Starring: Pilar Padilla, Adrien Brody, Elpidia Carrillo, Jack McGee, Alonso Chavez, George Lopez… there are also several actor cameos in a party scene.
Written by: Paul Laverty
Directed by: Ken Loach
Released: May 10, 2000 (Cannes Film Festival)
Overall score: 6.5/10
Brody performance score: 8/10
What it’s about
Maya (Pilar Padilla) is a young woman who arrives in Los Angeles from Mexico. Her sister Rosa (Elpidia Carrillo) already lives in the area with her husband (Jack McGee) and children. Rosa has pulled some strings (to say the least) to provide for her family and to get her sister into the country. Rosa is a janitor at a large office building in the city and soon gets Maya a job there, as well.
To say the work environment is unpleasant would be a vast understatement. They get about half the pay of other janitors in the city, with no benefits. There is also virtually no job security, as their power hungry bully of a boss (a scenery-chewing George Lopez) fires people on a whim.
Enter Sam Shapiro (Adrien Brody).
You know that archetype people call the “manic pixie dream girl” (the type of character Zooey Deschanel tends to portray)? Well, Sam is sort of a manic pixie white knight. He is comic relief, subject of crushes, and fierce ally all in one. Sam strikes me as the type of role a woman might play in a male-driven story. It’s nice to see a male character like this in a largely female-driven story.
Our main character, Maya, is so charmed by Sam (and he by her) that she is the first one to hear him out about getting the janitors organized in a union. No one else wants to rock the boat (initially), for fear of losing what little they have. Rosa is the most resistant. Maya is young, new on the job, and still has fire in her. She hasn’t been oppressed by the horrid work environment as long as the others, so her spirit is far from broken.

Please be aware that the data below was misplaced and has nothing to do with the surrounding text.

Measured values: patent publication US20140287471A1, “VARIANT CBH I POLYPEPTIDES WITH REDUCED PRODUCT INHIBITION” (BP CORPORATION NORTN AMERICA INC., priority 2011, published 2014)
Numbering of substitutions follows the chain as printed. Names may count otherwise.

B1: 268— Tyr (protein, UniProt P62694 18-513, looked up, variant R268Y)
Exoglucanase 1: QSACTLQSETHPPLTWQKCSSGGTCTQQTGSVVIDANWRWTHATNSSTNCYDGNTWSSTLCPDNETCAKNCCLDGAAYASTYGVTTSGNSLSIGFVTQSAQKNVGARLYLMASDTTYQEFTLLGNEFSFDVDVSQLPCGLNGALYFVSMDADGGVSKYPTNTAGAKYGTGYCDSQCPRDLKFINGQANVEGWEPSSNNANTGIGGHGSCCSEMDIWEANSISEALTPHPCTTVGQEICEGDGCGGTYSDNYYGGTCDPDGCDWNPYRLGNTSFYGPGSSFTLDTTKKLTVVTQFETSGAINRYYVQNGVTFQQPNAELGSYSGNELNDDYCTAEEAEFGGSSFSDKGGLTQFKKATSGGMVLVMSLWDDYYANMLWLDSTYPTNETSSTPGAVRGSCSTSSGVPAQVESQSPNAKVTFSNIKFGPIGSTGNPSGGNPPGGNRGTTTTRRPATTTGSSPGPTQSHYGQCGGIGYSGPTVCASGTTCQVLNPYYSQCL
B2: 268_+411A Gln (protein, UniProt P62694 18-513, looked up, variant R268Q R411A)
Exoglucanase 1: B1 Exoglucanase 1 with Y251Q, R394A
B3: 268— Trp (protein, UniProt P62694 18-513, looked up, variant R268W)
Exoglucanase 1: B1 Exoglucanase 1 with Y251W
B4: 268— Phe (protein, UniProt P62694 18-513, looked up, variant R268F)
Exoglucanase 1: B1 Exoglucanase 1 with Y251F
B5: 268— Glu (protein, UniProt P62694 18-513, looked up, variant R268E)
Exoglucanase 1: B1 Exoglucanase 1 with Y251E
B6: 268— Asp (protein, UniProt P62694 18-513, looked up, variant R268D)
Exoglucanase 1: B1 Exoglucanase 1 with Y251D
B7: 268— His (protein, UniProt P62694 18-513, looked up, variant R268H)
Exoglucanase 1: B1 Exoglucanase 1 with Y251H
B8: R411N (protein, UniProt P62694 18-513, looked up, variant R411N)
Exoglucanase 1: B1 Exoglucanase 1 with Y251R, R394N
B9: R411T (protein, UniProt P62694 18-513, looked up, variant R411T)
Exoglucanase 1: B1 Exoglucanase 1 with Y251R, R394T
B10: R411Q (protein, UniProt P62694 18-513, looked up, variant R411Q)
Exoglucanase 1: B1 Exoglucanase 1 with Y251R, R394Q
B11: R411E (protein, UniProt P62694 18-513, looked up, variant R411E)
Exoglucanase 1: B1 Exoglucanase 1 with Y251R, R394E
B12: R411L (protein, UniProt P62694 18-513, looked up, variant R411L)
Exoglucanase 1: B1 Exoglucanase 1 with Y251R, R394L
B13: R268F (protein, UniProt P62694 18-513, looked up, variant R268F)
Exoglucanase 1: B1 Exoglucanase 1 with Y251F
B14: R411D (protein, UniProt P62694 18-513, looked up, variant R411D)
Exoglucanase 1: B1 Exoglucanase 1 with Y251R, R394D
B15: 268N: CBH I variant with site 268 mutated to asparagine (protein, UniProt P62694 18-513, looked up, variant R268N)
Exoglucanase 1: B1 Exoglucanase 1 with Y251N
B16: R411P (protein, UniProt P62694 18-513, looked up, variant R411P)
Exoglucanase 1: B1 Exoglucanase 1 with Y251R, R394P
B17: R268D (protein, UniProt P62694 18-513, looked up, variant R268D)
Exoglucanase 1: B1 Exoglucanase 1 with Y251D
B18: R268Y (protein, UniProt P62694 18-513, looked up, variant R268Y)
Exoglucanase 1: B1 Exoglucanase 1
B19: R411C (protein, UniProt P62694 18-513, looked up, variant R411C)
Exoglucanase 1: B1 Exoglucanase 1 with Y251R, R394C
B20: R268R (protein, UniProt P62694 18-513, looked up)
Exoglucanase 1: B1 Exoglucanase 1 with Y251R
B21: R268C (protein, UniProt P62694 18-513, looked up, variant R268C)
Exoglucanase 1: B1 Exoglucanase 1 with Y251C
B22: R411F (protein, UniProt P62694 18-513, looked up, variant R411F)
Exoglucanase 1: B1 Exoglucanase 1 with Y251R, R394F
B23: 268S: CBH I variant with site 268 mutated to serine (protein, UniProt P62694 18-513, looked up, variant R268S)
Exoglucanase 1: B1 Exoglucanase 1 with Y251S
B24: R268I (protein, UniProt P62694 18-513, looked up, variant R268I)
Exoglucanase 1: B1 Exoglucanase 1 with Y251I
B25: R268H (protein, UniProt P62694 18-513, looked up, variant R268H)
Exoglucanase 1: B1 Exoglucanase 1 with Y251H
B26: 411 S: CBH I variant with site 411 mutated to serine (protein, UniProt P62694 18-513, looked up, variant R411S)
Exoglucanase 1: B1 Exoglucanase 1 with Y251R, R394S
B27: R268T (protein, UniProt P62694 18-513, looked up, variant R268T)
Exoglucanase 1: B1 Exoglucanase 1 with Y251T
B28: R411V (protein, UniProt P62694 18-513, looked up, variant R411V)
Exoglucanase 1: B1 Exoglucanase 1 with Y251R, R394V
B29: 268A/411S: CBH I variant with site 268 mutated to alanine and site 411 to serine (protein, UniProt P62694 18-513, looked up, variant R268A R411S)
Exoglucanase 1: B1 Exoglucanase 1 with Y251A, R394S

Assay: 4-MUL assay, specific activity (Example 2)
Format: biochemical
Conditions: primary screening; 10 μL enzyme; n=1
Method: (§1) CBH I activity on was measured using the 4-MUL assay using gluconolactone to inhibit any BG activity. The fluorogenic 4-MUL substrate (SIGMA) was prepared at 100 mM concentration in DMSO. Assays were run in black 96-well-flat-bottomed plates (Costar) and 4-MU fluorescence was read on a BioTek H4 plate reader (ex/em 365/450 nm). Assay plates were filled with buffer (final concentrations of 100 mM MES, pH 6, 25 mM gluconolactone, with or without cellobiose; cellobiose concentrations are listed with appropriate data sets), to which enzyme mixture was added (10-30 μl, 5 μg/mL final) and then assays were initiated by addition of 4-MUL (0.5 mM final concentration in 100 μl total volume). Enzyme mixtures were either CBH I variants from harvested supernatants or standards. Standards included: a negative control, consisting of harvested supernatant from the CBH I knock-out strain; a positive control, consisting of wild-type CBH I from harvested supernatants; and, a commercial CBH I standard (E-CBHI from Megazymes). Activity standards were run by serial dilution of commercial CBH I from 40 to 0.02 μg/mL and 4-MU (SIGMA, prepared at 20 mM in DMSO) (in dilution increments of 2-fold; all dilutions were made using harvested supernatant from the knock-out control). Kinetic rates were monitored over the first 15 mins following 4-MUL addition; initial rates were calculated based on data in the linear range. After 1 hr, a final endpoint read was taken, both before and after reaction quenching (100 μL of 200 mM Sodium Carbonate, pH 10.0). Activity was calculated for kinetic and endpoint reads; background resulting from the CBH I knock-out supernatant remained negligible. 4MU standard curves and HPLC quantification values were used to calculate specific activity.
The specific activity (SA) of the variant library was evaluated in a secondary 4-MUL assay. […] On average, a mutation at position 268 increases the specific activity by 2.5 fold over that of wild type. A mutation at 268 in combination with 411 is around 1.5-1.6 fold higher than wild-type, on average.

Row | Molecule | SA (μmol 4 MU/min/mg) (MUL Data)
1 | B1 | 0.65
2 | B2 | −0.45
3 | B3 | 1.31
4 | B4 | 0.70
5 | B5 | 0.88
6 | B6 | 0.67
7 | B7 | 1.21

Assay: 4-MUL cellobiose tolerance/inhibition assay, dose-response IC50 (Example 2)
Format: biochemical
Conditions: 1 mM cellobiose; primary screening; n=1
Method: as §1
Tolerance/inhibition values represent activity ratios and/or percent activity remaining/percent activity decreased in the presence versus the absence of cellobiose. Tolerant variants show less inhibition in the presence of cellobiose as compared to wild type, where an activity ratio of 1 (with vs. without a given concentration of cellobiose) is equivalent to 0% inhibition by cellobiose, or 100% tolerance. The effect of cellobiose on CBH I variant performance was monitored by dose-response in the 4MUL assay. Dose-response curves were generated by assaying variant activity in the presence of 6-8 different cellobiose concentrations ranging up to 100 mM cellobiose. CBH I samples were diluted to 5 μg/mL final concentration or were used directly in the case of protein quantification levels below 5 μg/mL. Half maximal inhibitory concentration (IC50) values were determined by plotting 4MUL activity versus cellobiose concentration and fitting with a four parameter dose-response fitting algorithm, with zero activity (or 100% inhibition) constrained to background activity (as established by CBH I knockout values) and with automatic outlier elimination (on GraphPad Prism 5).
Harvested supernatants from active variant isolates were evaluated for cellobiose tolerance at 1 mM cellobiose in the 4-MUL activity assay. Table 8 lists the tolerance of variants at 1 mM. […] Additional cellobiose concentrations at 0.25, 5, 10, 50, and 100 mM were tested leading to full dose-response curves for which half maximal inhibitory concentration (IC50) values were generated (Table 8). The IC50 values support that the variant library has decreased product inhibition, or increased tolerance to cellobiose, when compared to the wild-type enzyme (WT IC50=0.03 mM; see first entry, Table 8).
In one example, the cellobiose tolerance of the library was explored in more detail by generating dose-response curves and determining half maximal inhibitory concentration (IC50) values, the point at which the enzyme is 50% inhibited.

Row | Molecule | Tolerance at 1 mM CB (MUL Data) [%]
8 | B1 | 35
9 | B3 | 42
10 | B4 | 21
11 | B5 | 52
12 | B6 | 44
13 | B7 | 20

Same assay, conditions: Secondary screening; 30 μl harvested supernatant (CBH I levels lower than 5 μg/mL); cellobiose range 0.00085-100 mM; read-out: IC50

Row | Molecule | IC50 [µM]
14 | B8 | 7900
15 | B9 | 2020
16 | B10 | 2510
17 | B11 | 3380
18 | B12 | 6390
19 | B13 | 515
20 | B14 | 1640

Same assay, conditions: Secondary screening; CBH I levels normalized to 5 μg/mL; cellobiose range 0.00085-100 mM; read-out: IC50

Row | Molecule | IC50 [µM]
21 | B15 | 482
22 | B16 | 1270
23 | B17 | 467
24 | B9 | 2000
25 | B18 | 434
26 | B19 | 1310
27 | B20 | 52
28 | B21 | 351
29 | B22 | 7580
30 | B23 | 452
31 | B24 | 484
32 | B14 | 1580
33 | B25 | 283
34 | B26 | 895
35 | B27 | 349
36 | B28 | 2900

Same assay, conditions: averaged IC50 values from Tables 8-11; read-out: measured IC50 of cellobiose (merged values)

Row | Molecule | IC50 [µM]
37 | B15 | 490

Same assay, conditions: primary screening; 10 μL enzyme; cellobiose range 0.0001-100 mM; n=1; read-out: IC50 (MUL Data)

What I Liked
I enjoyed the balance of comedy and drama Bread & Roses has. It’s a serious subject matter and yet, there are many light moments that are quite funny. Most provided by Sam (Brody). Speaking of Sam – he is one of the more lovable characters Brody has ever played. He is a joy to watch.
Sam is a bit of the “white person here to help minorities” stereotype we see in those inner-city high school movies (like Dangerous Minds, for instance). However, white allies are often the only ones those in power will listen to, so it is sadly realistic in this story of fighting for workers’ rights.
Elpidia Carrillo was remarkable in the role of the long-suffering Rosa. She’s feisty and stubborn, yet there is an underlying sadness and loss of hope in her that is heartbreaking. There is an especially poignant scene near the end of the film, where Maya confronts Rosa. The two have an argument that evolves into a tear-filled series of confessions. It is devastating to watch. Both actresses play the scene out perfectly.
What I Didn’t Like
Maya does something near the end of the film that is, I feel, out of character and somewhat randomly tossed into the story. The consequences of her actions also play out in a kind of sloppy way. It was essentially a plot device to tie up the story. I think the idea was: after what Rosa revealed to her, Maya realizes sometimes helping those around you requires self-sacrifice. A scene of Maya contemplating her options before going through with it may have been helpful. It really is kind of a nitpick on my part, because rushed endings are kind of a pet peeve of mine.
Also, Rosa’s husband Bert (McGee) has diabetes (I’m assuming Type 1, judging by the complications). They play this up to an almost melodramatic degree, in order to drive home just how much Rosa needs health care. I appreciate why it’s done, but it is kind of distracting. If Bert were a more central character, it would hold more weight for the viewer; however, he has so little screen time that it kind of falls flat.
Bread & Roses is definitely worth watching. It’s an important story, and one I thank Brody for being in, because it made me consider things that may have flown under my radar otherwise. For fans of Brody, Padilla or Carrillo, this movie will be all the more enjoyable. They all do great work here.